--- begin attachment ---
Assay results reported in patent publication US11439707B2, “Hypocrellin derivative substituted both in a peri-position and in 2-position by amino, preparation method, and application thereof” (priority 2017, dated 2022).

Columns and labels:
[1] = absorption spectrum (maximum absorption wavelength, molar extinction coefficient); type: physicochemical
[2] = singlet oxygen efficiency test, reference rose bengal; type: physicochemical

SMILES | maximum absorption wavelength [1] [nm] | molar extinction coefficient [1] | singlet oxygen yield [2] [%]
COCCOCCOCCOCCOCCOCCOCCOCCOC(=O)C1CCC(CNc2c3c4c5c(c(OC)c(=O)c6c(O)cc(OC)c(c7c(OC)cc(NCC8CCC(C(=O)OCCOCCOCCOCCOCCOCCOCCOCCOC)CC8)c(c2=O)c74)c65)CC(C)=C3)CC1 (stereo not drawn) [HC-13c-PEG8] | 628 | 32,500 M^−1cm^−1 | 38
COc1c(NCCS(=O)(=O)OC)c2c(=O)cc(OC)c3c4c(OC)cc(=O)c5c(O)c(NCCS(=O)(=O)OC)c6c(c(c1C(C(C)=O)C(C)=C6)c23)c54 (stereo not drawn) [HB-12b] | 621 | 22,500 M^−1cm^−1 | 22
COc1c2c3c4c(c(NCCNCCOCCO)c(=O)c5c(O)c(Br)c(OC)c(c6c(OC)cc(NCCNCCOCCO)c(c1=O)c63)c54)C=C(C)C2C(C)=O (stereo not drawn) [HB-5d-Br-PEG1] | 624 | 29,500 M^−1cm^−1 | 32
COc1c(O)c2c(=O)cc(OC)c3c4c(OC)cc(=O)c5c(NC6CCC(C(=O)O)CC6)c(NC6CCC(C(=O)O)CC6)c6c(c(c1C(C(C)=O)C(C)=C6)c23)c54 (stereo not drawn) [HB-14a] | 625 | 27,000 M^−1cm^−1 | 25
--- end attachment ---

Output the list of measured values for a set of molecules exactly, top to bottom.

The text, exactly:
Assay results reported in patent publication US11439707B2, “Hypocrellin derivative substituted both in a peri-position and in 2-position by amino, preparation method, and application thereof” (priority 2017, dated 2022).

Columns and labels:
[1] = absorption spectrum (maximum absorption wavelength, molar extinction coefficient); type: physicochemical
[2] = singlet oxygen efficiency test, reference rose bengal; type: physicochemical

SMILES | maximum absorption wavelength [1] [nm] | molar extinction coefficient [1] | singlet oxygen yield [2] [%]
COCCOCCOCCOCCOCCOCCOCCOCCOC(=O)C1CCC(CNc2c3c4c5c(c(OC)c(=O)c6c(O)cc(OC)c(c7c(OC)cc(NCC8CCC(C(=O)OCCOCCOCCOCCOCCOCCOCCOCCOC)CC8)c(c2=O)c74)c65)CC(C)=C3)CC1 (stereo not drawn) [HC-13c-PEG8] | 628 | 32,500 M^−1cm^−1 | 38
COc1c(NCCS(=O)(=O)OC)c2c(=O)cc(OC)c3c4c(OC)cc(=O)c5c(O)c(NCCS(=O)(=O)OC)c6c(c(c1C(C(C)=O)C(C)=C6)c23)c54 (stereo not drawn) [HB-12b] | 621 | 22,500 M^−1cm^−1 | 22
COc1c2c3c4c(c(NCCNCCOCCO)c(=O)c5c(O)c(Br)c(OC)c(c6c(OC)cc(NCCNCCOCCO)c(c1=O)c63)c54)C=C(C)C2C(C)=O (stereo not drawn) [HB-5d-Br-PEG1] | 624 | 29,500 M^−1cm^−1 | 32
COc1c(O)c2c(=O)cc(OC)c3c4c(OC)cc(=O)c5c(NC6CCC(C(=O)O)CC6)c(NC6CCC(C(=O)O)CC6)c6c(c(c1C(C(C)=O)C(C)=C6)c23)c54 (stereo not drawn) [HB-14a] | 625 | 27,000 M^−1cm^−1 | 25